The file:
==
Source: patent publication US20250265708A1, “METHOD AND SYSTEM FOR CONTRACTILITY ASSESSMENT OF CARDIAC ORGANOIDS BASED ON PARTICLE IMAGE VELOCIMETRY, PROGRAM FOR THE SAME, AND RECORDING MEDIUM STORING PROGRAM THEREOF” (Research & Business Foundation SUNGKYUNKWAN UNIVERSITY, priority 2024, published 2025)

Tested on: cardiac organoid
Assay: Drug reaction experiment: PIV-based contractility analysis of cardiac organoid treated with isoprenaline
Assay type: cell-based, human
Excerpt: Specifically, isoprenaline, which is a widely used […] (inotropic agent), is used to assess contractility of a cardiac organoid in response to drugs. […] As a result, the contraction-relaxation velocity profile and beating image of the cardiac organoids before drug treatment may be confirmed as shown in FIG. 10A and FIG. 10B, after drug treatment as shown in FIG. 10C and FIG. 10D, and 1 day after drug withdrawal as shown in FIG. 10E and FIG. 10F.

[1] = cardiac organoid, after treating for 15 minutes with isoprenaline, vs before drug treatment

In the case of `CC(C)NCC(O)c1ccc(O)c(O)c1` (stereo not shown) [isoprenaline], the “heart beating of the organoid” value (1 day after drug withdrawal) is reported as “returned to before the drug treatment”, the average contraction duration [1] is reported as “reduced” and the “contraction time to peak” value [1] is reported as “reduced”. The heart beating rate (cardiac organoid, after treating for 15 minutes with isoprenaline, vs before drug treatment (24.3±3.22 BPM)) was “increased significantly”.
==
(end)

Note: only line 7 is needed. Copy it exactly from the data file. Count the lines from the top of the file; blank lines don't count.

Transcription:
In the case of `CC(C)NCC(O)c1ccc(O)c(O)c1` (stereo not shown) [isoprenaline], the “heart beating of the organoid” value (1 day after drug withdrawal) is reported as “returned to before the drug treatment”, the average contraction duration [1] is reported as “reduced” and the “contraction time to peak” value [1] is reported as “reduced”. The heart beating rate (cardiac organoid, after treating for 15 minutes with isoprenaline, vs before drug treatment (24.3±3.22 BPM)) was “increased significantly”.